Over 18 years of racing in our currently unnamed “Premier Series”, Tony’s final count stands at 618 starts, 49 of which he won. He also earned 187 top-5 finishes, 308 top-10 finishes and 15 poles. Sprinkled among all that were three Championships… the aforementioned one in 2002, another in 2005 and the final one in 2011, where he won the closest Chase format Championship to date, actually ending in a tie with Carl Edwards. The title went to Tony by virtue of the tie-breaker… having scored the most wins. Tony had five wins that year, ALL of them in the Chase, at Chicago, Loudon, Martinsville, Texas and Homestead.
Tony stands today as the only driver ever to win Championships under both formats, the Latford point system and the Chase for the Championship. Unless Matt Kenseth can win under the Chase format that record will stand probably unchallenged, as Matt is the only active driver today that won a title under Latford, taking home the final Winston Cup after the 2003 season.
Of late, Tony has probably done as much outside the car as in it. He has mentored and influenced countless drivers coming behind him, and as an owner he has fielded Championship entries in the World of Outlaws (Steve Kinser and Donny Schatz), in USAC (J.J. Yeley, Dave Steele, Levi Jones, Jay Drake, Josh Wise, Bobby East and Bryan Clausen) and in NASCAR’s Premier Series (Stewart won the 2011 title, then won again in 2014 with Kevin Harvick).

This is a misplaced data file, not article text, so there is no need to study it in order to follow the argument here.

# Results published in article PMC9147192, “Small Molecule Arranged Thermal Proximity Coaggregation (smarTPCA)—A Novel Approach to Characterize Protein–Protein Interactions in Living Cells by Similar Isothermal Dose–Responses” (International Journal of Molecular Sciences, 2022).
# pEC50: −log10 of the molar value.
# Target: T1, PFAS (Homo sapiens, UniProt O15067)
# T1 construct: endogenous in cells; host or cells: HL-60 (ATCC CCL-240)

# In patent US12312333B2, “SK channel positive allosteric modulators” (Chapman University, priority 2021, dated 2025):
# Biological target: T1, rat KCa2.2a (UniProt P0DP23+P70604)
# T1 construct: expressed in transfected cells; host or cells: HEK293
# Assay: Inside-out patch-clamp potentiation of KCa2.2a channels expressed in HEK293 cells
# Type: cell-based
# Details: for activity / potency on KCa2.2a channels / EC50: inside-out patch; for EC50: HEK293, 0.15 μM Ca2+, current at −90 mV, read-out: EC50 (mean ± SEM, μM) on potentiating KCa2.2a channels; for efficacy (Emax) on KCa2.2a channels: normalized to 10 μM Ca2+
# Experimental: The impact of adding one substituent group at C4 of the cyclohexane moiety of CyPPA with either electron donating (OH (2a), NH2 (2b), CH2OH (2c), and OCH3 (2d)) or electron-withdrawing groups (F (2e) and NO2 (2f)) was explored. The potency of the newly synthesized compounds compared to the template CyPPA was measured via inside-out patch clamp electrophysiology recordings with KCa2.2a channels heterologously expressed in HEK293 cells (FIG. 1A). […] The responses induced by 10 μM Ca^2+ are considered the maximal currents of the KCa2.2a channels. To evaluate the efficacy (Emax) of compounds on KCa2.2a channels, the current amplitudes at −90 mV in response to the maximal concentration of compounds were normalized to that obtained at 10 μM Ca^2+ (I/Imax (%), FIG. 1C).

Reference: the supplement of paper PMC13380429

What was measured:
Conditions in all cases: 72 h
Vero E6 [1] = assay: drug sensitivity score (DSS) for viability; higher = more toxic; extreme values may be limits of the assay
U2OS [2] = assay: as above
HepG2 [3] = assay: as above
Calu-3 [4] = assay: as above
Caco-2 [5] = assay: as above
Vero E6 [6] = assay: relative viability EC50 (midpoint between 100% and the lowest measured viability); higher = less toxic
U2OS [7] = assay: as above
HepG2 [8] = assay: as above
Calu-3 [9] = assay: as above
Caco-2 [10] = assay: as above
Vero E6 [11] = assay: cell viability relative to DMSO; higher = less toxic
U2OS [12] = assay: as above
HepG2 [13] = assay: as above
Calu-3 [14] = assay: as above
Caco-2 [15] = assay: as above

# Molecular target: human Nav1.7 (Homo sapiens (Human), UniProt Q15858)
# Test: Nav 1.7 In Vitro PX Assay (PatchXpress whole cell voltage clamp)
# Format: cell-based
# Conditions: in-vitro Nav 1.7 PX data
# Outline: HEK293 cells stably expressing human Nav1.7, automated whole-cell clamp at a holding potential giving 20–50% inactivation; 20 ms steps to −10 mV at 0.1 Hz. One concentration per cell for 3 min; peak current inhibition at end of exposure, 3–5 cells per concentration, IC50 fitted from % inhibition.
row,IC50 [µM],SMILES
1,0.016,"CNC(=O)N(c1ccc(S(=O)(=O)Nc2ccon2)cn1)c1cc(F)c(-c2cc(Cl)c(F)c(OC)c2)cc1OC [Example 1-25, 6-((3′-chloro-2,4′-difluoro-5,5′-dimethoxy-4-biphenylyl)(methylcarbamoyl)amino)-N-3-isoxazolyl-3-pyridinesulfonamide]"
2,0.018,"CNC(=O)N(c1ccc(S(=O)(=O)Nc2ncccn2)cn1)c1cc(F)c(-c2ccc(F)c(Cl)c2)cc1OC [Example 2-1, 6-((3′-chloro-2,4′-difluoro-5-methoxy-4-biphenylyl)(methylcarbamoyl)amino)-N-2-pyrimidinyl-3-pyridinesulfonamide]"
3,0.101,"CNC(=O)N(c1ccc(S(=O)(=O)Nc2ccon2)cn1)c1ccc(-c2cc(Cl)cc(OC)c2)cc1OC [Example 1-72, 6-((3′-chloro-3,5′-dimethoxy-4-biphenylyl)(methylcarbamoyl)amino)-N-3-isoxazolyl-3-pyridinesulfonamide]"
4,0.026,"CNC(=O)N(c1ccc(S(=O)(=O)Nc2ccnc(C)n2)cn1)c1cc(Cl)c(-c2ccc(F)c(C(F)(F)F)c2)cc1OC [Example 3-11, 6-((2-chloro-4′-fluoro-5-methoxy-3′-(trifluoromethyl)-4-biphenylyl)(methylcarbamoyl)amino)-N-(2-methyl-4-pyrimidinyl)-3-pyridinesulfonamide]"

In 2004, Tony purchased Eldora Speedway in Rossburg, Ohio from owner/builder and showman supreme, Earl Baltes, at Baltes’ request. As Earl put it, “I wasn’t looking for a buyer; I wanted a caretaker, a steward.” He knew that Tony would love the little track in the middle of nowhere as much as he had since 1954.
“I got a call one day from Earl. I couldn’t believe that Earl thought enough of me to think I was the perfect guy to take the racetrack
over from him… from a guy who’d done it himself for 50 years.”